In one of the bizarre news today, experts in the United States have created a “grow-your-own” human steak, which is practically made from your own body and is actually meant to be eaten, if you dare it.
According to Metro, the project is known as The Ouroborous Steak, named after the Egyptian symbol of a snake eating its own tail.
Based on the report, the “human steak” was made by the experts to pose a question to the cultured meat industry, which has long been reliant on a liquid known as fetal bovine serum (FBS), which is a protein-rich growth liquid used for cell cultures and is derived from the blood of calf fetuses.
FBS is acquired from the fetuses after their pregnant mothers are slaughtered for the meat industry, and it can cost up to more than $900 or £700 per liter.
The cultured meat industry has been in a controversial spot for a long time, with many experts criticizing it for apparently supporting environmentally damaging industries, with critics pointing out their use of FBS.
However, since these controversies began, the cultured meat industry has long argued that their lab-grown meats are more environmentally friendly than those farmed from factories.
The Lab-Grown Meat Controversy
“Fetal bovine serum costs significant amounts of money and the lives of animals,” said Andrew Pelling, a scientist and the designer of the Ouroboros Steak, in an interview with Dezeen. “Although some lab-grown meat companies are claiming to have solved this problem, to our knowledge, no independent, peer-reviewed, scientific studies have validated these claims.”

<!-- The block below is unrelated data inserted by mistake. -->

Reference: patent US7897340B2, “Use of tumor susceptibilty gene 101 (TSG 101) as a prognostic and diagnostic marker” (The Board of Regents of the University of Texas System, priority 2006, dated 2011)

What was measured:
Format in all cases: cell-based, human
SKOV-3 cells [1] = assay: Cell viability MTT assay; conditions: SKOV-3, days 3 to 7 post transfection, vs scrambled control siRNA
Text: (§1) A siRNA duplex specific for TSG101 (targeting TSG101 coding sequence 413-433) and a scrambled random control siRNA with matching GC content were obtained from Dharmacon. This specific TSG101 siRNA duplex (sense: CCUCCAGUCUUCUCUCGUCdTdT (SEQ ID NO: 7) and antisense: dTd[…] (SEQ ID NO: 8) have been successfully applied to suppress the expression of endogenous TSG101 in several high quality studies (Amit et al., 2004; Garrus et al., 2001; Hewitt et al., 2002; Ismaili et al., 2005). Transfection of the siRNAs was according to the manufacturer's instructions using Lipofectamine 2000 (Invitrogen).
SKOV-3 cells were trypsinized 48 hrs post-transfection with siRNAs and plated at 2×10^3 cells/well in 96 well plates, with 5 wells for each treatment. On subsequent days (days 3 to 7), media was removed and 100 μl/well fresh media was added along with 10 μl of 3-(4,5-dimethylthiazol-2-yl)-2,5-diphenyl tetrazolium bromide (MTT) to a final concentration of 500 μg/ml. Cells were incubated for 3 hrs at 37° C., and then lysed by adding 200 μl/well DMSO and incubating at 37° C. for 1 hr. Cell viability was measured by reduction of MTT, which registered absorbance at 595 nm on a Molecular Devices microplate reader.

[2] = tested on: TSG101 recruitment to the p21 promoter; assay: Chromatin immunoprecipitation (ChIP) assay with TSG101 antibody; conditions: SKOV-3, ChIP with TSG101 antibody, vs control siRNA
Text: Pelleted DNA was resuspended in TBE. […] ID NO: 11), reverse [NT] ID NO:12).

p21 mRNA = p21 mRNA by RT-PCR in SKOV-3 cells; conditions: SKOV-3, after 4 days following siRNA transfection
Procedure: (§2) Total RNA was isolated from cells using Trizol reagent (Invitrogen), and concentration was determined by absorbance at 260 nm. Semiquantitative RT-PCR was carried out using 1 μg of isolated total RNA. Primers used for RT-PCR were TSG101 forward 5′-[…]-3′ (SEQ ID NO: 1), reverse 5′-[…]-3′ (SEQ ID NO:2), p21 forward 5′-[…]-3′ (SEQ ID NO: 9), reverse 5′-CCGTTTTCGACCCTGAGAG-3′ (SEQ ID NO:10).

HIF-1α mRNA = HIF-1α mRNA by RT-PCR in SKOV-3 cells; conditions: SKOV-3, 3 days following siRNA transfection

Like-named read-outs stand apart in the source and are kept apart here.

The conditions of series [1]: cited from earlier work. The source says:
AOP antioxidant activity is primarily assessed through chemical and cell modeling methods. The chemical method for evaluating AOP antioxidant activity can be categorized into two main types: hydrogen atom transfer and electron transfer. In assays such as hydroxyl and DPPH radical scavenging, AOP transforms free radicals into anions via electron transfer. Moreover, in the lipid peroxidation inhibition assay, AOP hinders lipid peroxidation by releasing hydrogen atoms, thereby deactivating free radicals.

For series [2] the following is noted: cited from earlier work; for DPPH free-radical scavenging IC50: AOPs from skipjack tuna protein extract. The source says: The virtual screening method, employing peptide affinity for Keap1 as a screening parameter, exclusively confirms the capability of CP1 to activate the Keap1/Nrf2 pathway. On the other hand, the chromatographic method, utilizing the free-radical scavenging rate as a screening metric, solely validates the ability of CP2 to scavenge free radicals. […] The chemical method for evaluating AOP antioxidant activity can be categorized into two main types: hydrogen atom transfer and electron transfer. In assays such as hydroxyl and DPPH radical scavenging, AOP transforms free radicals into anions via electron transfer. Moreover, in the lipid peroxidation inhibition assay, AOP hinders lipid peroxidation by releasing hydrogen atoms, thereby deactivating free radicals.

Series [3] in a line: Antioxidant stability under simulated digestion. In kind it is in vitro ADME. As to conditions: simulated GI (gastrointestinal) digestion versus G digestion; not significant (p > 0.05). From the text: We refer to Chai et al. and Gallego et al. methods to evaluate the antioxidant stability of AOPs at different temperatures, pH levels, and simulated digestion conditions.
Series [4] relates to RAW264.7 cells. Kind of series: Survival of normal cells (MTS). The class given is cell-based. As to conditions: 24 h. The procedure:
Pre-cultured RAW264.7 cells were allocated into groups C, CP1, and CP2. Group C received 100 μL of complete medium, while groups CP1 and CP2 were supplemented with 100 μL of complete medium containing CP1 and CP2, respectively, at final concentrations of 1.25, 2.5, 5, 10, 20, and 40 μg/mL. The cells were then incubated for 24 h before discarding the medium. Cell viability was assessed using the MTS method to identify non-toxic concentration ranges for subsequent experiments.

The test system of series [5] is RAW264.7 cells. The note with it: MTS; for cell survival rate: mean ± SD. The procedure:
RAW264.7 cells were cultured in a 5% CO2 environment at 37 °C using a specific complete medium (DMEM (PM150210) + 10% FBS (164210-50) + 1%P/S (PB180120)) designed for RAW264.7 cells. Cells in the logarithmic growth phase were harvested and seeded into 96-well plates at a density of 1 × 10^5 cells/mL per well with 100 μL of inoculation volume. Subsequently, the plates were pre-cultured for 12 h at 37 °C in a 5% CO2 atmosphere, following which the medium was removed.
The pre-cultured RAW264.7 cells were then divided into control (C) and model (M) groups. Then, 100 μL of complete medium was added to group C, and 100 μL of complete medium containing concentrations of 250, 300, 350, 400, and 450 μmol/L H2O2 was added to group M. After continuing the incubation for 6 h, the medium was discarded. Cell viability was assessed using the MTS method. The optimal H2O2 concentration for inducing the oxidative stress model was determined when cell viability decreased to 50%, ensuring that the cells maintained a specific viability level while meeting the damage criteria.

The Ouroboros Steak can be grown from the cells that are scraped from the inside of your cheeks, but the ones that are on display are made from tissues bought from the American Tissue Culture Collection, then it is fed with a serum that is made from old donated blood–growing without requiring FBS.
The human steak is practically a thought-provoking work of art currently found in the Beazley Designs of the Year exhibition, but it’s actually real meat that can be eaten.
Your DIY Human Steak Soon
Soon enough, the people behind the project wants the public to participate with a DIY kit to grow their own Ouroboros steak, with tissue they can take from their own cheek, and then using mushroom mycelium scaffolds to produce them.
According to the instructions on making these human steaks, they need to be kept in a warm place for three months before they can be fully grown and ready for eating.
So, if you’re eating something made from your own body and expired human blood, is it considered cannibalism?
Many would think so, but apparently, it’s not.
Grace Knight, an industrial designer who helped with the project, said that the project is technically not cannibalism and that expired human blood is much cheaper and sustainable than FBS but is less-accepted as it’s deemed as waste material in the medical system.
As of now, lab-grown meats are not approved for human consumption.
Source: tech times